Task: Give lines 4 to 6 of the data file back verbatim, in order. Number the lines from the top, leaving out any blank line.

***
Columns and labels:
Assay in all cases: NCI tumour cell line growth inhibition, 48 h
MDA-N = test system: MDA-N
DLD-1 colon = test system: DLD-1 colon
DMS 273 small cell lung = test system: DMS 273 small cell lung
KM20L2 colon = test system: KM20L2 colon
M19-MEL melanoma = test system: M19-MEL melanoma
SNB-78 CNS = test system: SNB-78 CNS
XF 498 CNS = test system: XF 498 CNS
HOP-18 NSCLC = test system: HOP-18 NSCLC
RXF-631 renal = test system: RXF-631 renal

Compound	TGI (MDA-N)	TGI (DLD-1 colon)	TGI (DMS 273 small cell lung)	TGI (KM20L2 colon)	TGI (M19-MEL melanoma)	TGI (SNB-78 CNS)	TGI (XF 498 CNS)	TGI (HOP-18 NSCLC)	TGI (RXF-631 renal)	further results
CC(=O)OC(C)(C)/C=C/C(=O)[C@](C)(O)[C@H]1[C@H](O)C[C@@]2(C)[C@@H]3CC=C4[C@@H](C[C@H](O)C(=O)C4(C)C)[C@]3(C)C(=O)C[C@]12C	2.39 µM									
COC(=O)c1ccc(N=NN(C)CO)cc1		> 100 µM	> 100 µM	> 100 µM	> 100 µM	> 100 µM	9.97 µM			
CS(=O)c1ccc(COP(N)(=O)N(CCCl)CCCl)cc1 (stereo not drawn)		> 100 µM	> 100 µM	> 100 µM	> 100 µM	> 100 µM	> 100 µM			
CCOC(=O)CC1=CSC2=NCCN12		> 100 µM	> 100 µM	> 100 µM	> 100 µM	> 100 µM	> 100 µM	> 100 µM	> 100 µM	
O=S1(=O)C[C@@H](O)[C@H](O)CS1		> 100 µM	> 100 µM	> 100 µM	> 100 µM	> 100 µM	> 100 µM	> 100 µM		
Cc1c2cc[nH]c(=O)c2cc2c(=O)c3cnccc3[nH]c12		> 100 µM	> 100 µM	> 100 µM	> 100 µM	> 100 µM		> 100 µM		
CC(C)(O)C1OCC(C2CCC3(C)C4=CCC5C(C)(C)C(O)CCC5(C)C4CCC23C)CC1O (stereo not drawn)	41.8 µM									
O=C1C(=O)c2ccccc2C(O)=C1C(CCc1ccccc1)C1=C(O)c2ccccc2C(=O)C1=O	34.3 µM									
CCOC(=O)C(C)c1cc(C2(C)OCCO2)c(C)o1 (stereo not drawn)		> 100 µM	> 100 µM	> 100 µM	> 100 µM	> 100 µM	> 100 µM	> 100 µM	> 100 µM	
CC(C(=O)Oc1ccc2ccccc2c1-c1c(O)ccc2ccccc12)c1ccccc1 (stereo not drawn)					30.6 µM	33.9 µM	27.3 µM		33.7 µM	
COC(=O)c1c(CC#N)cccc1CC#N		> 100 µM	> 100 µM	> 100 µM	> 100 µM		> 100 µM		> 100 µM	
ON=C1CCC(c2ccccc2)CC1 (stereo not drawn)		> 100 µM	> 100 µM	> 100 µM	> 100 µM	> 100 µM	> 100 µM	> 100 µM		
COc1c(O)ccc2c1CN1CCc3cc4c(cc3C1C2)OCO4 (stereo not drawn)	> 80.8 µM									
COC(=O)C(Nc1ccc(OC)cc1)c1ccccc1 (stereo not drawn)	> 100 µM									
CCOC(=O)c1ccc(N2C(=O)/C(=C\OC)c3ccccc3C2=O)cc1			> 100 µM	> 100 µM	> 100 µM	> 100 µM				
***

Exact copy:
DLD-1 colon = test system: DLD-1 colon
DMS 273 small cell lung = test system: DMS 273 small cell lung
KM20L2 colon = test system: KM20L2 colon